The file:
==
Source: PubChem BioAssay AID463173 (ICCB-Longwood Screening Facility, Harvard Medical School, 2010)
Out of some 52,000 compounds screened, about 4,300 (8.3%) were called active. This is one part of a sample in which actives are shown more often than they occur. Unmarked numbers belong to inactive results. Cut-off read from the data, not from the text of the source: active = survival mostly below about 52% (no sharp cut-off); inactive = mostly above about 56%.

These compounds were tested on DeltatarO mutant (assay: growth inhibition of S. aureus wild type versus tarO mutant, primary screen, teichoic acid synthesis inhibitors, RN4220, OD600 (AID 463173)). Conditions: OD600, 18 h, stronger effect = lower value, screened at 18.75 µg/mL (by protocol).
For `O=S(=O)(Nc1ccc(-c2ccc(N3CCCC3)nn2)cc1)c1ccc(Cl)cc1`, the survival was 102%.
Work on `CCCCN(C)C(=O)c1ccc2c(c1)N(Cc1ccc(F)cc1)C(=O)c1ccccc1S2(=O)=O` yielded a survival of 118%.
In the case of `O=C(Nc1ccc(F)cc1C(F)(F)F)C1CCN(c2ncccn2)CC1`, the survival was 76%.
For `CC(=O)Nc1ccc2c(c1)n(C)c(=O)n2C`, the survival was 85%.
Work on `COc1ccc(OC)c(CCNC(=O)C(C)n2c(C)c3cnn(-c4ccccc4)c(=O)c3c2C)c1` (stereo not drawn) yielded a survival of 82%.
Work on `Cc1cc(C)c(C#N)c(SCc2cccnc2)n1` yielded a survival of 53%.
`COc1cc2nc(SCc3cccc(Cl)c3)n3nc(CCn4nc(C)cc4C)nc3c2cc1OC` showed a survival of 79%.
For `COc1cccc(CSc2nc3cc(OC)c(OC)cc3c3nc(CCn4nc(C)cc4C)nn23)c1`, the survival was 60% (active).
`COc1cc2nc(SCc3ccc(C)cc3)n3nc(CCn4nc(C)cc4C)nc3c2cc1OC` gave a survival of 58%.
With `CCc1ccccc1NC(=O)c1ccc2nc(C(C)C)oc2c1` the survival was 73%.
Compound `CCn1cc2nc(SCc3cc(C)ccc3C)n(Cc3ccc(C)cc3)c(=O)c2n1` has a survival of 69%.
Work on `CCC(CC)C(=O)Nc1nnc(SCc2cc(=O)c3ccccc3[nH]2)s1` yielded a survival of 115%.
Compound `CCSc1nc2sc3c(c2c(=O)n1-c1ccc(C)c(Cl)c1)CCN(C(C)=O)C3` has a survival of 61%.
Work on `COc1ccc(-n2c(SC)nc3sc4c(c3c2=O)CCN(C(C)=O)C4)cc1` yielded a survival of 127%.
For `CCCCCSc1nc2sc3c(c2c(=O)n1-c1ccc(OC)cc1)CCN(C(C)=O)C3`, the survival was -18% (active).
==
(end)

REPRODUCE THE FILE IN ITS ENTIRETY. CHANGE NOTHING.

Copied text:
Source: PubChem BioAssay AID463173 (ICCB-Longwood Screening Facility, Harvard Medical School, 2010)
Out of some 52,000 compounds screened, about 4,300 (8.3%) were called active. This is one part of a sample in which actives are shown more often than they occur. Unmarked numbers belong to inactive results. Cut-off read from the data, not from the text of the source: active = survival mostly below about 52% (no sharp cut-off); inactive = mostly above about 56%.

These compounds were tested on DeltatarO mutant (assay: growth inhibition of S. aureus wild type versus tarO mutant, primary screen, teichoic acid synthesis inhibitors, RN4220, OD600 (AID 463173)). Conditions: OD600, 18 h, stronger effect = lower value, screened at 18.75 µg/mL (by protocol).
For `O=S(=O)(Nc1ccc(-c2ccc(N3CCCC3)nn2)cc1)c1ccc(Cl)cc1`, the survival was 102%.
Work on `CCCCN(C)C(=O)c1ccc2c(c1)N(Cc1ccc(F)cc1)C(=O)c1ccccc1S2(=O)=O` yielded a survival of 118%.
In the case of `O=C(Nc1ccc(F)cc1C(F)(F)F)C1CCN(c2ncccn2)CC1`, the survival was 76%.
For `CC(=O)Nc1ccc2c(c1)n(C)c(=O)n2C`, the survival was 85%.
Work on `COc1ccc(OC)c(CCNC(=O)C(C)n2c(C)c3cnn(-c4ccccc4)c(=O)c3c2C)c1` (stereo not drawn) yielded a survival of 82%.
Work on `Cc1cc(C)c(C#N)c(SCc2cccnc2)n1` yielded a survival of 53%.
`COc1cc2nc(SCc3cccc(Cl)c3)n3nc(CCn4nc(C)cc4C)nc3c2cc1OC` showed a survival of 79%.
For `COc1cccc(CSc2nc3cc(OC)c(OC)cc3c3nc(CCn4nc(C)cc4C)nn23)c1`, the survival was 60% (active).
`COc1cc2nc(SCc3ccc(C)cc3)n3nc(CCn4nc(C)cc4C)nc3c2cc1OC` gave a survival of 58%.
With `CCc1ccccc1NC(=O)c1ccc2nc(C(C)C)oc2c1` the survival was 73%.
Compound `CCn1cc2nc(SCc3cc(C)ccc3C)n(Cc3ccc(C)cc3)c(=O)c2n1` has a survival of 69%.
Work on `CCC(CC)C(=O)Nc1nnc(SCc2cc(=O)c3ccccc3[nH]2)s1` yielded a survival of 115%.
Compound `CCSc1nc2sc3c(c2c(=O)n1-c1ccc(C)c(Cl)c1)CCN(C(C)=O)C3` has a survival of 61%.
Work on `COc1ccc(-n2c(SC)nc3sc4c(c3c2=O)CCN(C(C)=O)C4)cc1` yielded a survival of 127%.
For `CCCCCSc1nc2sc3c(c2c(=O)n1-c1ccc(OC)cc1)CCN(C(C)=O)C3`, the survival was -18% (active).